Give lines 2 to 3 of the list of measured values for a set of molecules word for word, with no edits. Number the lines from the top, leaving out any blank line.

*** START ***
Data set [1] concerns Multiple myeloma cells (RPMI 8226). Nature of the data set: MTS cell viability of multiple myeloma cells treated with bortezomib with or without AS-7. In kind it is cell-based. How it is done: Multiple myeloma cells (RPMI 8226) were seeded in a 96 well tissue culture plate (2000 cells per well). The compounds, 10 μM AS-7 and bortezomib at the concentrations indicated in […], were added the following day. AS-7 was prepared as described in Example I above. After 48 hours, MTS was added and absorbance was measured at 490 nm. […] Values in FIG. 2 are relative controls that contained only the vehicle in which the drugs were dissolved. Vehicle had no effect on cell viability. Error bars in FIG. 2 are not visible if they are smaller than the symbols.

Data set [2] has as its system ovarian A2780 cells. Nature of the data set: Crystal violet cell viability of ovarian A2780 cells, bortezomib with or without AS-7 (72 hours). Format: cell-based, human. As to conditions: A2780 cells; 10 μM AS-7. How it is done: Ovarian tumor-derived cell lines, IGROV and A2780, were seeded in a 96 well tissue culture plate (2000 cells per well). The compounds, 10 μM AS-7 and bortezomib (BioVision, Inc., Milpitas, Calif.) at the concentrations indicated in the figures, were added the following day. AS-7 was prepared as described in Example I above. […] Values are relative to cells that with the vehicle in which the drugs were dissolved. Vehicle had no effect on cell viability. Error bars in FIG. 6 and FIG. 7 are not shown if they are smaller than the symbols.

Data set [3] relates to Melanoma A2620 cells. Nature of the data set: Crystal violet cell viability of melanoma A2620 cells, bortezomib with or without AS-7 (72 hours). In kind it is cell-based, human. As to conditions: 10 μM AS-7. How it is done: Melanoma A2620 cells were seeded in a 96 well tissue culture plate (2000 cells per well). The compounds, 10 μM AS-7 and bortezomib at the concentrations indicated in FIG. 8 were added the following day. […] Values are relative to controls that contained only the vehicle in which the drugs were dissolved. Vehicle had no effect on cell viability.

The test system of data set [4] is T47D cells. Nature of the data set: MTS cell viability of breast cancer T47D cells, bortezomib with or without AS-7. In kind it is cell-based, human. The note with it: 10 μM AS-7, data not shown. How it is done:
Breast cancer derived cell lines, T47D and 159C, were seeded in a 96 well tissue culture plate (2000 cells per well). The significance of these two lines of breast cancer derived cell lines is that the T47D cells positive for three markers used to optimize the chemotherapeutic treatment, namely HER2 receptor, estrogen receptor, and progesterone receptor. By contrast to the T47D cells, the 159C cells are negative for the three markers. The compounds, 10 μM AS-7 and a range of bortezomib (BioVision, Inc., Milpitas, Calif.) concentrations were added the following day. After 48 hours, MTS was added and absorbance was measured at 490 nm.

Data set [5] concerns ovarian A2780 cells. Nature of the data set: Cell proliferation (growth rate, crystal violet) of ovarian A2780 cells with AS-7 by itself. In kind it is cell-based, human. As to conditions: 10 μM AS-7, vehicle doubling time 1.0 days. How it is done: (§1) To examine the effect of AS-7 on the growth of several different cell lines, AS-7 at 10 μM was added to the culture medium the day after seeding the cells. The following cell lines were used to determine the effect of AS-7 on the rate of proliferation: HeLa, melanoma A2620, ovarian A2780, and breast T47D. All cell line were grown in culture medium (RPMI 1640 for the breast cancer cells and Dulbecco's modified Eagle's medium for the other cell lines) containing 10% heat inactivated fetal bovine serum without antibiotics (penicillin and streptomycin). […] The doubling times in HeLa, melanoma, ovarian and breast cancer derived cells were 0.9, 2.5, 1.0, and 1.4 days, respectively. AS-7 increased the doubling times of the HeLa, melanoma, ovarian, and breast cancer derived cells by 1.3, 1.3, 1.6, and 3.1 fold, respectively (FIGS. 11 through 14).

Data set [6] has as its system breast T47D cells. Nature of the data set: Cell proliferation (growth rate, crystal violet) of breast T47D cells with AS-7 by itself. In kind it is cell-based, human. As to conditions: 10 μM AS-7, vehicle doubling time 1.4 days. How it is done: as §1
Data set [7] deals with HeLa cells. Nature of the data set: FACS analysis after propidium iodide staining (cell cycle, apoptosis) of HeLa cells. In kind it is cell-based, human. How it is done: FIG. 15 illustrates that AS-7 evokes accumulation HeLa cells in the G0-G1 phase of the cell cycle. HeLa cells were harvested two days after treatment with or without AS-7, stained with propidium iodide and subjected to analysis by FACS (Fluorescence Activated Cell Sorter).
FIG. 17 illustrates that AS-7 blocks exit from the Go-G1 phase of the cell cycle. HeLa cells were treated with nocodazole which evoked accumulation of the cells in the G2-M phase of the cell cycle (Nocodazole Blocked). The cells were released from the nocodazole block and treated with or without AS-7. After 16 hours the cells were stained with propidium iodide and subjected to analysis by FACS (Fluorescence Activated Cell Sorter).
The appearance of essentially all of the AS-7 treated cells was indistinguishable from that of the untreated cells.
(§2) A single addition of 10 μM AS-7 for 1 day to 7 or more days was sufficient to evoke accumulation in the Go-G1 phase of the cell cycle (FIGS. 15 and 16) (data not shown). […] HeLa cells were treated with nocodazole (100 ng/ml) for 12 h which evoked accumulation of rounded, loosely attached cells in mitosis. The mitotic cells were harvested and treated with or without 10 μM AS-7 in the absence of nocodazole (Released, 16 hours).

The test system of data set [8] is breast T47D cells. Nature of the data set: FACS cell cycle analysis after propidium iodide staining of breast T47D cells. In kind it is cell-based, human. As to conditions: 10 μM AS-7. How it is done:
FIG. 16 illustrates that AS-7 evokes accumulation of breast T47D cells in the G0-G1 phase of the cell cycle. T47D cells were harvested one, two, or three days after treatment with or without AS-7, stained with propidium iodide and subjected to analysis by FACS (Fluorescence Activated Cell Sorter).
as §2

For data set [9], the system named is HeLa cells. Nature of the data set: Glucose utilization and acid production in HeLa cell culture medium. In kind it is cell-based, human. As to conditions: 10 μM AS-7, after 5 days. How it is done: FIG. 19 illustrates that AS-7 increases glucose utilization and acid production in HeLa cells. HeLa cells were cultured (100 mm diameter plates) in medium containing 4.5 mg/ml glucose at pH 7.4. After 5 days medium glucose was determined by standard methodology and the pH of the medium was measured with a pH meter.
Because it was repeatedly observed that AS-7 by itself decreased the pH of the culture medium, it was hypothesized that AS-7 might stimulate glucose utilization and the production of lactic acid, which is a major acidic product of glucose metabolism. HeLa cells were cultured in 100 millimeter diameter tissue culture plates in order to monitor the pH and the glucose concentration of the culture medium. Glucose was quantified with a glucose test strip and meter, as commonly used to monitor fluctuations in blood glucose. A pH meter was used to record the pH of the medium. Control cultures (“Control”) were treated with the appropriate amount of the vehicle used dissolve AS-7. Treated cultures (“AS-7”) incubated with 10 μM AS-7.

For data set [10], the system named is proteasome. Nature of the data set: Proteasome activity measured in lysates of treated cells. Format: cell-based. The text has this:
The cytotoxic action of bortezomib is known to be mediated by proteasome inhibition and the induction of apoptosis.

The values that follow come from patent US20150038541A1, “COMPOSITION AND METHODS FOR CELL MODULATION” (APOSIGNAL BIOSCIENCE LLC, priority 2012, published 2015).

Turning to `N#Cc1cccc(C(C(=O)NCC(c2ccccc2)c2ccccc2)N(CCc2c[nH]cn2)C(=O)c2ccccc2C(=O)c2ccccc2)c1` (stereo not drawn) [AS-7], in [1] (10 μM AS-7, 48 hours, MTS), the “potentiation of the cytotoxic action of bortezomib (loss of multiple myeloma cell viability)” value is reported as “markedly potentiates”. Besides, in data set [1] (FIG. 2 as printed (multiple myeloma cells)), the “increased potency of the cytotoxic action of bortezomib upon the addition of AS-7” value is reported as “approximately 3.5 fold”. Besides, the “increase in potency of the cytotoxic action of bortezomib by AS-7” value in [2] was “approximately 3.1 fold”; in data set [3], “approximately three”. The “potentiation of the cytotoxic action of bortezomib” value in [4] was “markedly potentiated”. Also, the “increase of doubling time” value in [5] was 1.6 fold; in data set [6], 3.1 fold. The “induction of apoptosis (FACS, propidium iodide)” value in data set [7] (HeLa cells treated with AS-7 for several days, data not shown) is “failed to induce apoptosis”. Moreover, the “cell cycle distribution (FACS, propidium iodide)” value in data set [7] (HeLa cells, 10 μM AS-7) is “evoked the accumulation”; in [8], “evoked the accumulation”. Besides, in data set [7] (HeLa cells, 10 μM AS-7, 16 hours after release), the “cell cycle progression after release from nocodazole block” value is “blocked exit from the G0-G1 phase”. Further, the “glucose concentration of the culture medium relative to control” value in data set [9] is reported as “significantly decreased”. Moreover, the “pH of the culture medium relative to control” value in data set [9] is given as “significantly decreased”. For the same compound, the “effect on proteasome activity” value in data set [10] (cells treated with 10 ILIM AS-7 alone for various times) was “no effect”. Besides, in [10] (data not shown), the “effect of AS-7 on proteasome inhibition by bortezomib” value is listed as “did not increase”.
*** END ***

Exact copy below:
Data set [2] has as its system ovarian A2780 cells. Nature of the data set: Crystal violet cell viability of ovarian A2780 cells, bortezomib with or without AS-7 (72 hours). Format: cell-based, human. As to conditions: A2780 cells; 10 μM AS-7. How it is done: Ovarian tumor-derived cell lines, IGROV and A2780, were seeded in a 96 well tissue culture plate (2000 cells per well). The compounds, 10 μM AS-7 and bortezomib (BioVision, Inc., Milpitas, Calif.) at the concentrations indicated in the figures, were added the following day. AS-7 was prepared as described in Example I above. […] Values are relative to cells that with the vehicle in which the drugs were dissolved. Vehicle had no effect on cell viability. Error bars in FIG. 6 and FIG. 7 are not shown if they are smaller than the symbols.

Data set [3] relates to Melanoma A2620 cells. Nature of the data set: Crystal violet cell viability of melanoma A2620 cells, bortezomib with or without AS-7 (72 hours). In kind it is cell-based, human. As to conditions: 10 μM AS-7. How it is done: Melanoma A2620 cells were seeded in a 96 well tissue culture plate (2000 cells per well). The compounds, 10 μM AS-7 and bortezomib at the concentrations indicated in FIG. 8 were added the following day. […] Values are relative to controls that contained only the vehicle in which the drugs were dissolved. Vehicle had no effect on cell viability.